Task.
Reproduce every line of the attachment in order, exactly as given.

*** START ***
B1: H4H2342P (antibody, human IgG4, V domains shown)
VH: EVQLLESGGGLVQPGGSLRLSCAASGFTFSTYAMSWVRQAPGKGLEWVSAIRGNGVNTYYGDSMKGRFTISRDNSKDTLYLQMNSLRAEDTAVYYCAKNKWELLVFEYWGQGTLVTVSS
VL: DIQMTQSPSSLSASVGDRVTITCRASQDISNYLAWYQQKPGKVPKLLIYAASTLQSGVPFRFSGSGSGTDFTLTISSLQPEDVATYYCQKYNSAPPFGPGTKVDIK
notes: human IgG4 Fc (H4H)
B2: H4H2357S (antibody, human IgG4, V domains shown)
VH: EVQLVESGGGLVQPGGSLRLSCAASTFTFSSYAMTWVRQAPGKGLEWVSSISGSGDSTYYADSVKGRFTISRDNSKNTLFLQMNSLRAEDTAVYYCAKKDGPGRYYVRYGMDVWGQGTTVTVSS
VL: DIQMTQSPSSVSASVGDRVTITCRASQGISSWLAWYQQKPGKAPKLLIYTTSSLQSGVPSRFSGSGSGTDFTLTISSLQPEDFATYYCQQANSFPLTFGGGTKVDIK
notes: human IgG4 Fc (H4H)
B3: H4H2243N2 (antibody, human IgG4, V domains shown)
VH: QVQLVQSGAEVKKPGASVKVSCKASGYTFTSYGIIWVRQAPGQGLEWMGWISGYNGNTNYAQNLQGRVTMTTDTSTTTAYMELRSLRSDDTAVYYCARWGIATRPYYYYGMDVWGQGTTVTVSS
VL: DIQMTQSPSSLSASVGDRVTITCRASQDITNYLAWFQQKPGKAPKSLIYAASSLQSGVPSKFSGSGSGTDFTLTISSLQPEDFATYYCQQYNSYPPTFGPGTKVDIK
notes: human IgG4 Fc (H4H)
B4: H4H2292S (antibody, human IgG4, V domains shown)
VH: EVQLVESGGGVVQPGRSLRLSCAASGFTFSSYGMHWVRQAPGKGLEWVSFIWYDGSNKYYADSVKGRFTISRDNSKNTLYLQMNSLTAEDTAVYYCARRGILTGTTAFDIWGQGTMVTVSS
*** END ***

B1: H4H2342P (antibody, human IgG4, V domains shown)
VH: EVQLLESGGGLVQPGGSLRLSCAASGFTFSTYAMSWVRQAPGKGLEWVSAIRGNGVNTYYGDSMKGRFTISRDNSKDTLYLQMNSLRAEDTAVYYCAKNKWELLVFEYWGQGTLVTVSS
VL: DIQMTQSPSSLSASVGDRVTITCRASQDISNYLAWYQQKPGKVPKLLIYAASTLQSGVPFRFSGSGSGTDFTLTISSLQPEDVATYYCQKYNSAPPFGPGTKVDIK
notes: human IgG4 Fc (H4H)
B2: H4H2357S (antibody, human IgG4, V domains shown)
VH: EVQLVESGGGLVQPGGSLRLSCAASTFTFSSYAMTWVRQAPGKGLEWVSSISGSGDSTYYADSVKGRFTISRDNSKNTLFLQMNSLRAEDTAVYYCAKKDGPGRYYVRYGMDVWGQGTTVTVSS
VL: DIQMTQSPSSVSASVGDRVTITCRASQGISSWLAWYQQKPGKAPKLLIYTTSSLQSGVPSRFSGSGSGTDFTLTISSLQPEDFATYYCQQANSFPLTFGGGTKVDIK
notes: human IgG4 Fc (H4H)
B3: H4H2243N2 (antibody, human IgG4, V domains shown)
VH: QVQLVQSGAEVKKPGASVKVSCKASGYTFTSYGIIWVRQAPGQGLEWMGWISGYNGNTNYAQNLQGRVTMTTDTSTTTAYMELRSLRSDDTAVYYCARWGIATRPYYYYGMDVWGQGTTVTVSS
VL: DIQMTQSPSSLSASVGDRVTITCRASQDITNYLAWFQQKPGKAPKSLIYAASSLQSGVPSKFSGSGSGTDFTLTISSLQPEDFATYYCQQYNSYPPTFGPGTKVDIK
notes: human IgG4 Fc (H4H)
B4: H4H2292S (antibody, human IgG4, V domains shown)
VH: EVQLVESGGGVVQPGRSLRLSCAASGFTFSSYGMHWVRQAPGKGLEWVSFIWYDGSNKYYADSVKGRFTISRDNSKNTLYLQMNSLTAEDTAVYYCARRGILTGTTAFDIWGQGTMVTVSS